Mexican restaurant hosts art exhibit, fights for social justice
“South Philly Barbacoa ” uses their restaurant as a platform to raise awareness on undocumented workers’ rights.
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South Philly Barbacoa, a small Mexican restaurant off the corner of 11th and Morris St., hosted their latest art show at their location Friday night.
The exhibit featured works from the Taller de Gráfica Popular, an artists’ collective founded in Mexico in 1937. The artwork, which was framed and hung around the restaurant’s yellow walls, included political posters, works depicting important episodes and heroic figures from Mexican history, and early works by Leopoldo Méndez— founder of the collective and one of Mexico’s most important graphic artists.
Barbacoa co-owner Ben Miller called the art show the “most special one” because it’s the first time the brick-and-mortar shop hosted Mexican art.
“We’ve hosted five other art shows, including one for renowned Philly artist Isaiah Zagar, but none have really celebrated Mexican culture,” Miller said.
The art collection belongs to lawyer and Barbacoa regular Peter D. Schneider, who wanted to share it with the restaurant because of its political themes.
“The creators [of the art pieces] wanted their work to serve the common people of Mexico and their progressive and democratic interests, especially in light of the struggles of agricultural workers,” said Schneider, who’s been collecting the linoleum prints for 40 years.
“The artwork is fitting for a restaurant like this— one that serves the people by being active in immigrant rights.”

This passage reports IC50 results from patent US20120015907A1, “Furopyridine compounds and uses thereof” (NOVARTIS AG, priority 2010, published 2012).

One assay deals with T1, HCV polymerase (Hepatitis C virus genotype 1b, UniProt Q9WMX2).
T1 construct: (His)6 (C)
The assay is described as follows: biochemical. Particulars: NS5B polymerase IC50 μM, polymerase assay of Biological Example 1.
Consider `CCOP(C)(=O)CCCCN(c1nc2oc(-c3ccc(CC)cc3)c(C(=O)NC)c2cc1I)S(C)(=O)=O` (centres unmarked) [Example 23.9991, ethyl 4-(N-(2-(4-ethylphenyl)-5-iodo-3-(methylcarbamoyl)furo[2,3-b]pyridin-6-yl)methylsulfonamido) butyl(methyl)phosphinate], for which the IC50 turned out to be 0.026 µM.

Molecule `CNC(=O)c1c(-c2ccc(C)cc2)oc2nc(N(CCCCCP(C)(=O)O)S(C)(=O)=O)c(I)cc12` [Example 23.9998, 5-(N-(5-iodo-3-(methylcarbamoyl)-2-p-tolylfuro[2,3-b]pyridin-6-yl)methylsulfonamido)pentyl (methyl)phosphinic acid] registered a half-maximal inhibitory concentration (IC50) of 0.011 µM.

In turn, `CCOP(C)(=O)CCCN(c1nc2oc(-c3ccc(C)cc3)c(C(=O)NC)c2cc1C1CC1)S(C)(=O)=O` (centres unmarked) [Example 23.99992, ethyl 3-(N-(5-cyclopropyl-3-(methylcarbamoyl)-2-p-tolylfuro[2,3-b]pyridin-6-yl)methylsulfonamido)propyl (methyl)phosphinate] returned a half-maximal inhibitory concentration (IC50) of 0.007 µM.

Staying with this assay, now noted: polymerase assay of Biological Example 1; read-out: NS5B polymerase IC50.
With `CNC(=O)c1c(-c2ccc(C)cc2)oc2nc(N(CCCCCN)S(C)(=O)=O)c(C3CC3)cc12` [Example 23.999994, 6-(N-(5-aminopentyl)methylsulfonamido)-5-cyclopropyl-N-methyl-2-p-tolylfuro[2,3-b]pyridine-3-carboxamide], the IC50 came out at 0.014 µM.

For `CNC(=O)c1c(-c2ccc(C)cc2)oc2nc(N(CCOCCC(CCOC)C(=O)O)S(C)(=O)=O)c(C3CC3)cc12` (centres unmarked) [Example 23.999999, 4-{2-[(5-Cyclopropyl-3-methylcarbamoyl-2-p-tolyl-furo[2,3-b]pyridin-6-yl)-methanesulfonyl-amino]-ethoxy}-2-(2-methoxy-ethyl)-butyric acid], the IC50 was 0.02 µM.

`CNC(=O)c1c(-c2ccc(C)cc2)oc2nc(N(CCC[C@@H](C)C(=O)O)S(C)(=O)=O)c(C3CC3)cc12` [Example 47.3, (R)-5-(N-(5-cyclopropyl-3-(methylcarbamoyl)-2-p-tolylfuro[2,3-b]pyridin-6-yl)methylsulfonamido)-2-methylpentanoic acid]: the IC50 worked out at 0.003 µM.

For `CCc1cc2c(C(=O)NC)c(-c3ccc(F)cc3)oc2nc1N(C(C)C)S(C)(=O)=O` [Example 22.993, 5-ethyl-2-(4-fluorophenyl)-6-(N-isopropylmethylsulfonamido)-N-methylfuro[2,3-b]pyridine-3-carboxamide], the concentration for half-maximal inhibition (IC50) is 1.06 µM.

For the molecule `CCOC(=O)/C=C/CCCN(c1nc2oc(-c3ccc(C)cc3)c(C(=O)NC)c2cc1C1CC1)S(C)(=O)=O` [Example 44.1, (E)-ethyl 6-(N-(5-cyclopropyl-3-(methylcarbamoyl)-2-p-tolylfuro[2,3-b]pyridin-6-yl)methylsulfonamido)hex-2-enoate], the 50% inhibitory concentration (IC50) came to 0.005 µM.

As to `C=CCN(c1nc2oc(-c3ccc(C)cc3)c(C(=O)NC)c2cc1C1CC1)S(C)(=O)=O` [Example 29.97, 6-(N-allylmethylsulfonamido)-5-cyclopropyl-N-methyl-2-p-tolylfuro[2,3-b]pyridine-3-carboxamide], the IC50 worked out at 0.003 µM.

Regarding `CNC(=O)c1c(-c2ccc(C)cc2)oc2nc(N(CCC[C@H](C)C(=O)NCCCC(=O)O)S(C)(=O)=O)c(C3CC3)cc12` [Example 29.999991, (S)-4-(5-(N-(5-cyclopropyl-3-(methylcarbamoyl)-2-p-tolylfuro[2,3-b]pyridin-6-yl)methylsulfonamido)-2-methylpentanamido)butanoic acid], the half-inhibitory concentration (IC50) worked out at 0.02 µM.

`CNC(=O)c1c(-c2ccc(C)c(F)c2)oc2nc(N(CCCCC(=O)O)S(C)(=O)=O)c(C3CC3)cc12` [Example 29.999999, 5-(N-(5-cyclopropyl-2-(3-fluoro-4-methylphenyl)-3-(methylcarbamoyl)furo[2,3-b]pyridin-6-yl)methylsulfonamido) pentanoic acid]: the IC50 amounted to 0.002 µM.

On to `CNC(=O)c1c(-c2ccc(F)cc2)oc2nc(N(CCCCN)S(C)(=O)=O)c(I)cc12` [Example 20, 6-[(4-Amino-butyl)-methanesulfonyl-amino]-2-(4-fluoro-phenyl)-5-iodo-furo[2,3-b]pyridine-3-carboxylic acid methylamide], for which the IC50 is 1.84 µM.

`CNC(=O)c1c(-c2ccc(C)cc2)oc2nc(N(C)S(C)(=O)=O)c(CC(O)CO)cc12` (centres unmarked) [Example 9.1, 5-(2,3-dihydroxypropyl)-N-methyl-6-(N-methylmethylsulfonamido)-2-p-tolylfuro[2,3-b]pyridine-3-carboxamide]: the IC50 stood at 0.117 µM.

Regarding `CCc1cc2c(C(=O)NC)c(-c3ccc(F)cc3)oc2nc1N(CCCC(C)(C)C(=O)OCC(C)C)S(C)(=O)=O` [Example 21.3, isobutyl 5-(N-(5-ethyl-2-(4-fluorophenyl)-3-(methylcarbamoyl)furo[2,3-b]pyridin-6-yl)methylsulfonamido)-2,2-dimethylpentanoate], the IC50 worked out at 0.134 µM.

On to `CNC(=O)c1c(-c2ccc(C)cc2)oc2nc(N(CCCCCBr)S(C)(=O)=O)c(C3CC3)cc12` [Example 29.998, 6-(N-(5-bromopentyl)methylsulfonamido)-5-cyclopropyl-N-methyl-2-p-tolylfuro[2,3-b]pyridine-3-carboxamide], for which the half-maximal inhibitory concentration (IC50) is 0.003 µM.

Since the opening of Barbacoa, Miller and his wife Cristina Martinez have been vocal about undocumented immigrant rights in the restaurant industry. They often hold community meetings, screen documentary films, speak at colleges, and collaborate with different chefs in the city. However, Miller uses his wife’s perseverant story to shed light on issues in the restaurant industry.
“My wife got fired from her previous job because she was undocumented,” he said.
“There’s probably an undocumented person working in every restaurant, and we speak for that community [...] using the publicity we get as a restaurant to advocate and acknowledge the workers and using my wife’s story as a bridge to bring solidarity to the industry.”
There are other unique aspects represented in the Mexican restaurant that customers can’t get anywhere else, according to Cristina, who co-owns the business.
“Everything is made fresh in the house. We take a whole night to make barbacoa, and we’re the only place that grinds its own corn and makes the tortillas by hand,” she said.
Additionally, Barbacoa enjoys collaborating with artists, musicians and the community. In this particular art show, they teamed with Schneider and percussionist Shakoor Sanders; together, they celebrated Mexican culture by providing artwork, live music, and tostadas with pozole.
“We use our space as a creative expression from the soul because you learn and grow by collaborating [with others] ,” Miller said.